Design, optimization and control
in systems and synthetic biology
Paris, June 11-12, 2012
Abstract & video
Modelling and control of gene networks: from yeast to mammals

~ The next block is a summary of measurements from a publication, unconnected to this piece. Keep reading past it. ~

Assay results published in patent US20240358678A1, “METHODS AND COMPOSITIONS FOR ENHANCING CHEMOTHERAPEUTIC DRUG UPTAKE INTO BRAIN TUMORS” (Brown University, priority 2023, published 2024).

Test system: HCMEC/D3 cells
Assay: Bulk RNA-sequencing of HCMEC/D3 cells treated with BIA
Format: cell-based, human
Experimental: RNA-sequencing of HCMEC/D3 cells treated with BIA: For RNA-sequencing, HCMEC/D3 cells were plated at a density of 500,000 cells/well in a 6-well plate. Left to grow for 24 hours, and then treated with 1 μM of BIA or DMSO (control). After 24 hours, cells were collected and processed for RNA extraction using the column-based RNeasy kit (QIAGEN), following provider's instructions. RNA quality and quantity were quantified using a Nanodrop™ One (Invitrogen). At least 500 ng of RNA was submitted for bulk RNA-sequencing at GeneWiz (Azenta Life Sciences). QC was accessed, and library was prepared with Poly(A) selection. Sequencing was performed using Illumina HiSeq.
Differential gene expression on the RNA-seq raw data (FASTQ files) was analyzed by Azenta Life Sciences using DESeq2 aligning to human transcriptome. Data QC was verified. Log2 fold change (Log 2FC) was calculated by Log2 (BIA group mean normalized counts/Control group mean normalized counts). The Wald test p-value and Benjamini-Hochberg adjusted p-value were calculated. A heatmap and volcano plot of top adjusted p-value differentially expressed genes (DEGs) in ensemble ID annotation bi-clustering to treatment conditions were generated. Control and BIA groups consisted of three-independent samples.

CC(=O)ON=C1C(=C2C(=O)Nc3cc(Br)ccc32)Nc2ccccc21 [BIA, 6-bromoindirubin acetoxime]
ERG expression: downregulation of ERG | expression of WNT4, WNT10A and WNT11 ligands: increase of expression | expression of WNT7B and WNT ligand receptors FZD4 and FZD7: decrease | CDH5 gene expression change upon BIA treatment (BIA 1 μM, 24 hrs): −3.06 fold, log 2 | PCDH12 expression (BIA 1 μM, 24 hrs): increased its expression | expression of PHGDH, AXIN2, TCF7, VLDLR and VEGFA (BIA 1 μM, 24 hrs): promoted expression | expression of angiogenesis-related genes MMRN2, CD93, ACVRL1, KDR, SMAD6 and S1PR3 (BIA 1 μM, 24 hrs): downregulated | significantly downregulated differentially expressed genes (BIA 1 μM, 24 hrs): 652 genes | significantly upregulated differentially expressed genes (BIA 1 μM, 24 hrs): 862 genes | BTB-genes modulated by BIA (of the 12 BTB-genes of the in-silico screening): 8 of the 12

In yeast, we describe the development and application of a method to control at will the dynamic behavior of a gene network in a growing population cells. We designed and implemented an integrated platform based on a microfluidic device, a time-lapse microscopy apparatus, and a set of actuated syringes, all controlled by a computer. We tested the platform to force yeast cells to express a desired time-varying amount of a reporter gene, part of a complex gene network, over thousands of minutes, by automatically switching the type of sugar administered to the cells, its concentration and its duration. In mammalian cells, we used a modified microfludics platform to characterise the dynamical properties and robustness to noise of a circuit we synthetically engineered in mammalian cells. The circuit mimics a common motif found in transcriptional regulation, consisting of a transcription factor regulating its own transcription (Positive Feedback Loop) as well as, transcription of a microRNA against itself (Negative Feedback Loop).